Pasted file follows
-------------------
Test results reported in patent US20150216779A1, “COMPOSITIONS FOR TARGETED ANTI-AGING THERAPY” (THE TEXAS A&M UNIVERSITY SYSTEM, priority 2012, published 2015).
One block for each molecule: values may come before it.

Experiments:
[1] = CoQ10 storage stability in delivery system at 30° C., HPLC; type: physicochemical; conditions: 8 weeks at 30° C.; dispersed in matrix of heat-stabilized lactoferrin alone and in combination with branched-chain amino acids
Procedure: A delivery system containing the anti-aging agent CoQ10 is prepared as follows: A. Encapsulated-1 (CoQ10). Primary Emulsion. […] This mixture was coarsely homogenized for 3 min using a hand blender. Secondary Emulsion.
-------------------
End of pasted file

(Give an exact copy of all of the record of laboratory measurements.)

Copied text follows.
Test results reported in patent US20150216779A1, “COMPOSITIONS FOR TARGETED ANTI-AGING THERAPY” (THE TEXAS A&M UNIVERSITY SYSTEM, priority 2012, published 2015).
One block for each molecule: values may come before it.

Experiments:
[1] = CoQ10 storage stability in delivery system at 30° C., HPLC; type: physicochemical; conditions: 8 weeks at 30° C.; dispersed in matrix of heat-stabilized lactoferrin alone and in combination with branched-chain amino acids
Procedure: A delivery system containing the anti-aging agent CoQ10 is prepared as follows: A. Encapsulated-1 (CoQ10). Primary Emulsion. […] This mixture was coarsely homogenized for 3 min using a hand blender. Secondary Emulsion.